Charlemagne’s Denarius, Constantine’s Edicule, and the Vera Crux

Charlemagne’s Denarius, Constantine’s Edicule, and the Vera Crux

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Charlemagne’s Denarius, Constantine’s Edicule, and the Vera Crux

John F. Moffitt (New Mexico State University, Emeritus)

Quidditas: Journal of the Rocky Mountain Medieval and Renaissance Association, Volume 28 (2007)


In 806 a much-discussed silver denarius bearing the likeness of Charlemagne was issued. This is called the “temple-type” coin due to the (as yet unidentified) architectural structure illustrated on the reverse side, and which is explicitly labeled as representing the epitome of “Christian Religion.” By examining different kinds of archeological and documentary evidence, this building can now be finally identified. It is, in short, the “Edicule” built by Constantine the Great in 326 to cover the Tomb of Christ (or Holy Sepulcher) in Jerusalem.

Both Europeans and Americans (their colonial cousins) owe a great deal to the Emperor Charles the Great, Carolus Magnus, and now most commonly known by his later appellation as “Charlemagne.” Although already familiar to medievalists, the basic chronological parameters for my arguments are as follows. Born in 742, the son of King Pepin the Short (ca. 714-768), Charlemagne ruled as king of the Franks after 768, then sharing the kingdom with his brother Carloman, until the death of the latter in 771; he later additionally ruled as Emperor of the West, from 800 until his death in 814. Three centuries later, he became himself a “saint,” and literally so: Charlemagne was, in fact, canonized in 1165, and his sainted status remained effective for centuries, that is, until he was reduced to beatus, “blessed,” by Pope Benedict XIV (1740-58). Due to Charles’s driving will, his vast empire came to stretch from the North Sea to the Mediterranean, and from the Atlantic to the River Oder, so prefiguring the present-day European Union. His capital, the seat of his pan-European power, was placed in what is now northwestern Germany, at Aquae Grani, now known as Aachen. After the death of its founder, in 814, the Carolingian dynasty survived until 987, when Hugh Capet, the ancestor of a long line of famous French kings, succeeded, and the Capetians and their followers always rested their authority upon the now-legendary Charlemagne.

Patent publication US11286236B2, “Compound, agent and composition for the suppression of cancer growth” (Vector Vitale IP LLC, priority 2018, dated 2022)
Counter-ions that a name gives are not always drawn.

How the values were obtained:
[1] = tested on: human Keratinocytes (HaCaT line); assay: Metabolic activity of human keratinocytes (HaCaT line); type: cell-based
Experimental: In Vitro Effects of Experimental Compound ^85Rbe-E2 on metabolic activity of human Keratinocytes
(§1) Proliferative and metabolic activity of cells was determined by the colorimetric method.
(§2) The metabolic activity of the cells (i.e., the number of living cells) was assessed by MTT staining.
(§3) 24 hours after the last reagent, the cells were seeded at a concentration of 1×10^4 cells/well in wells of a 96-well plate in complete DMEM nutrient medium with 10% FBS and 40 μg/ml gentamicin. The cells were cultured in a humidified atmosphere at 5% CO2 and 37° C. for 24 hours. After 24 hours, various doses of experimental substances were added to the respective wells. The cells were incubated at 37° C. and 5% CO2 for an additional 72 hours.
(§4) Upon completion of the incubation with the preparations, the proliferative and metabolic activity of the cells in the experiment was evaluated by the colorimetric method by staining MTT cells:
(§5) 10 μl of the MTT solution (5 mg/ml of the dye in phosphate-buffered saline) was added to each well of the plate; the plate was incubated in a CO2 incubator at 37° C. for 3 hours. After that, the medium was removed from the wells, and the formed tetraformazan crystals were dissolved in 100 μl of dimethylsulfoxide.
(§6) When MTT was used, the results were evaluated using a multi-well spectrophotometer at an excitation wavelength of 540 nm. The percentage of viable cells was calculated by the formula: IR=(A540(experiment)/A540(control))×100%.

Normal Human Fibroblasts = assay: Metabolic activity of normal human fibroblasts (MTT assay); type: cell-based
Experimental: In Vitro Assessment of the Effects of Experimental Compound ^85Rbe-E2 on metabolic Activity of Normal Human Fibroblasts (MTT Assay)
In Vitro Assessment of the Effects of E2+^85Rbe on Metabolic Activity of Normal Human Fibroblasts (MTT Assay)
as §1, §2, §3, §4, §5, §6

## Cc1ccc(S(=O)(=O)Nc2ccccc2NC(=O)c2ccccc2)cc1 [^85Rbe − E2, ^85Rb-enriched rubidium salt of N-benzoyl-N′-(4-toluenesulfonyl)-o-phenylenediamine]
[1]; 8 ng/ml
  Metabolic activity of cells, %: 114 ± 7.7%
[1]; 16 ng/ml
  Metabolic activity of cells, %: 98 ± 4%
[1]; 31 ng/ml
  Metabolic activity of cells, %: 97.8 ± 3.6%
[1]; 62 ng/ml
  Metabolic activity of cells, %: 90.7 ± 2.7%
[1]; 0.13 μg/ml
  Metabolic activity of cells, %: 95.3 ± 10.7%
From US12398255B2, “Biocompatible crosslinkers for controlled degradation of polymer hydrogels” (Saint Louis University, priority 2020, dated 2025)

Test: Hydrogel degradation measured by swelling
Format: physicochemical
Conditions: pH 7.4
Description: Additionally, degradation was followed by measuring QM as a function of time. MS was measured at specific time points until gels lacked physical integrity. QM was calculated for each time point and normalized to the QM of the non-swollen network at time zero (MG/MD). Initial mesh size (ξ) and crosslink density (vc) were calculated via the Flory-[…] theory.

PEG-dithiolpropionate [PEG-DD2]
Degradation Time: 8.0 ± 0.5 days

Watch the video: Charlemagne and Aachen (July 2022).


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